The Social Security Scam comes in many forms. One variant is where the caller poses as an SSA employee and needs personal information to round out your file. Another is you’re told that the SSA wants to increase your benefit payment but needs additional information to do so. A third variant involves a threat of stopping your Social Security benefits if you don’t give them the requested information.
The Tech Support Scam is where the caller attempts to have you pay for fraudulent tech support. Many of my friends have dealt with this and, unfortunately, two of them even fell for the call and paid money to the scammer.
“I’ll never fall for that”
You may reason that you are too tech savvy to become a victim of a vishing call. Many think that way and in the article Voice Phishing Scams Are Getting More Clever by Brian Krebs, he relates several experiences of tech savvy people that either fell for a scam or came critically close to falling for one.
What is it that makes people, even tech savvy people, fall for these calls? Let’s break down the call and see:
The caller ID looks familiar;
The caller is persistent, calling back multiple times, creating a sense of urgency or importance to get you to answer;
The caller uses a pretext that sounds believable;
The caller uses rapport and trust to convince you that everything they do and say is for your best interest;
The caller has personal information on you that you believe only the legitimate company would know. Information such as the last 4 digits of your credit card or Social Security number;
When you combine all these points and the fact that the caller will do all they can to influence you into giving them the information they need, even the most tech savvy person may fall for the call.
Do I need to answer?
What should you do to keep from becoming a victim of vishing? Corporations can help their employees by including vishing training as part of their security awareness program. Training employees to report any suspicious work calls to the appropriate team at the company. As an individual, if the call isn’t from someone in your contacts, let the call go to voicemail. You don’t have to answer every phone call. But if you really feel the need to answer the call then apply the following strategies:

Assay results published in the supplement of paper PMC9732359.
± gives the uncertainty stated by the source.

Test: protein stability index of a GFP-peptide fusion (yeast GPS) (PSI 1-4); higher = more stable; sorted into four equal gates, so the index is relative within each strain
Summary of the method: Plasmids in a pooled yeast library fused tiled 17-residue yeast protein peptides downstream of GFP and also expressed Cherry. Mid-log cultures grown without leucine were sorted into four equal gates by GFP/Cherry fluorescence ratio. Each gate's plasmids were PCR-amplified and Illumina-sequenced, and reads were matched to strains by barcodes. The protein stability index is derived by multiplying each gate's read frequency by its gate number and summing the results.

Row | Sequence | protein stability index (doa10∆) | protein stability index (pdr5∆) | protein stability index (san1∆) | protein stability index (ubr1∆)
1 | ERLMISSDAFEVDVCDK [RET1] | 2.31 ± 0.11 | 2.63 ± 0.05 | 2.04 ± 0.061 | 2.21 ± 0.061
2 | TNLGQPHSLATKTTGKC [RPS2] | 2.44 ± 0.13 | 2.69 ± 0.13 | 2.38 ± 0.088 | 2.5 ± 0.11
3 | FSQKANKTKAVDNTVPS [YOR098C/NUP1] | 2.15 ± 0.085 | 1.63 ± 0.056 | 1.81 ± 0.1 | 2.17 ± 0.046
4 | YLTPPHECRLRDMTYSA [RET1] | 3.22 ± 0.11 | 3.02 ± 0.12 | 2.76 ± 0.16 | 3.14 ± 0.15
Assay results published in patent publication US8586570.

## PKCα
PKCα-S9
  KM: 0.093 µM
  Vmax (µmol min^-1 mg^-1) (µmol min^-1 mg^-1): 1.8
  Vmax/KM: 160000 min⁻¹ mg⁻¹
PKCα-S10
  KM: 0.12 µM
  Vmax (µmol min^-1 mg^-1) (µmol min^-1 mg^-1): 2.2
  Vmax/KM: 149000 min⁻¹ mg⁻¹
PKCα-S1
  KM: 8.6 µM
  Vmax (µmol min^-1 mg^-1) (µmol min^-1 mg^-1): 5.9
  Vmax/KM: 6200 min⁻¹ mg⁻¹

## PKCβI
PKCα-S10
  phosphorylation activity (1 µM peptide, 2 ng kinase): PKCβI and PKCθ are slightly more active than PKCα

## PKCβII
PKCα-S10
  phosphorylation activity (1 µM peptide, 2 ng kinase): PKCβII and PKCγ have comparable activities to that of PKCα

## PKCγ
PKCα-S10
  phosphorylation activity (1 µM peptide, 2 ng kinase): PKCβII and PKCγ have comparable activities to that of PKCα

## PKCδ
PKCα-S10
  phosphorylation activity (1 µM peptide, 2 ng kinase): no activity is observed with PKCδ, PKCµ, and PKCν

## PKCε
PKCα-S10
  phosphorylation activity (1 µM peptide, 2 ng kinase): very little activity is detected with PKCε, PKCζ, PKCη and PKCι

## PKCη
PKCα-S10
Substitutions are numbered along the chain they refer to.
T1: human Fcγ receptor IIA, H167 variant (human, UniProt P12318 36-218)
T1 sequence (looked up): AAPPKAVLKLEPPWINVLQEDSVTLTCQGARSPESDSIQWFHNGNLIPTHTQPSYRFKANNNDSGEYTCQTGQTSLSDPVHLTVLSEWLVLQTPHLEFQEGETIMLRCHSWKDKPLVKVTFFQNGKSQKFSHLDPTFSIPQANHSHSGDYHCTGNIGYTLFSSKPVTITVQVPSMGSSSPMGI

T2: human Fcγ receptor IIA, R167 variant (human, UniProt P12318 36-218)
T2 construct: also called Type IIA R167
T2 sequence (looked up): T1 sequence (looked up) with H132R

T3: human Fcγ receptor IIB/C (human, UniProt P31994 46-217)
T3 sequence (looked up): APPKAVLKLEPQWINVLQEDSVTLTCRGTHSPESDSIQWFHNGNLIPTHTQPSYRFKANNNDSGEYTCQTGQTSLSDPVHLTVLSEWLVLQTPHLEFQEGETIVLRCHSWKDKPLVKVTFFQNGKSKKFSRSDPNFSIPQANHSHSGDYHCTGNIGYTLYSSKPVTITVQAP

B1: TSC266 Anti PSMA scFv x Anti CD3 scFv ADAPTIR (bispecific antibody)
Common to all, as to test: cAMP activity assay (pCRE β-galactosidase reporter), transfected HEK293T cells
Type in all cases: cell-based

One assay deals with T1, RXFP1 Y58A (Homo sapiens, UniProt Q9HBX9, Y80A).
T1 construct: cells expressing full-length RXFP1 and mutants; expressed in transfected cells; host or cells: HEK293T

Trust your gut. Most of the time, if a call is making you uncomfortable, realize you are probably right. Hang up and report the call.
If the caller says they are from your bank, hang up and call the number on the back of your card.
If the caller says he is a vendor or client, hang up and call a known number for that entity.
If any caller asks you for PII (personal identifying information) do not give anything to any unverified user, despite the threats they may say.
If you receive an urgent call from a supposed family member that had something tragic occur, call that family member or other close relatives to verify the story directly before you wire or send any money. (Do this even if they beg you not to)
Remember, scammers want to drive you to react emotionally, so if you receive a possible vishing call take pause, breathe, and take a moment to get your critical thinking back in place before you are manipulated into making a poor decision.
Keep these tips in mind as you keep your family, finances and personal information secure and safe from malicious vishers.
Stay safe and secure.
Written By: Mike Hadnagy